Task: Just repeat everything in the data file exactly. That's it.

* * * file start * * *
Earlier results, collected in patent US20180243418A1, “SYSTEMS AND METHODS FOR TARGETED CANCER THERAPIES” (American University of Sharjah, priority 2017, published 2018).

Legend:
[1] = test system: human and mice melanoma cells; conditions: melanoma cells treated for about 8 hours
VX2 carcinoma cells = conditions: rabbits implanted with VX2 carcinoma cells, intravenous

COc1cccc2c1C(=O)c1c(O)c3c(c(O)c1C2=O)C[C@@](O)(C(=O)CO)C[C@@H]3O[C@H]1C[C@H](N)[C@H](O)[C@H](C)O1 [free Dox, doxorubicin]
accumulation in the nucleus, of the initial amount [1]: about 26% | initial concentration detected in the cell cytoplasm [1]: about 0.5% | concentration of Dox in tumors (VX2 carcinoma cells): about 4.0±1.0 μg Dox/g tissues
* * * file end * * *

Earlier results, collected in patent US20180243418A1, “SYSTEMS AND METHODS FOR TARGETED CANCER THERAPIES” (American University of Sharjah, priority 2017, published 2018).

Legend:
[1] = test system: human and mice melanoma cells; conditions: melanoma cells treated for about 8 hours
VX2 carcinoma cells = conditions: rabbits implanted with VX2 carcinoma cells, intravenous

COc1cccc2c1C(=O)c1c(O)c3c(c(O)c1C2=O)C[C@@](O)(C(=O)CO)C[C@@H]3O[C@H]1C[C@H](N)[C@H](O)[C@H](C)O1 [free Dox, doxorubicin]
accumulation in the nucleus, of the initial amount [1]: about 26% | initial concentration detected in the cell cytoplasm [1]: about 0.5% | concentration of Dox in tumors (VX2 carcinoma cells): about 4.0±1.0 μg Dox/g tissues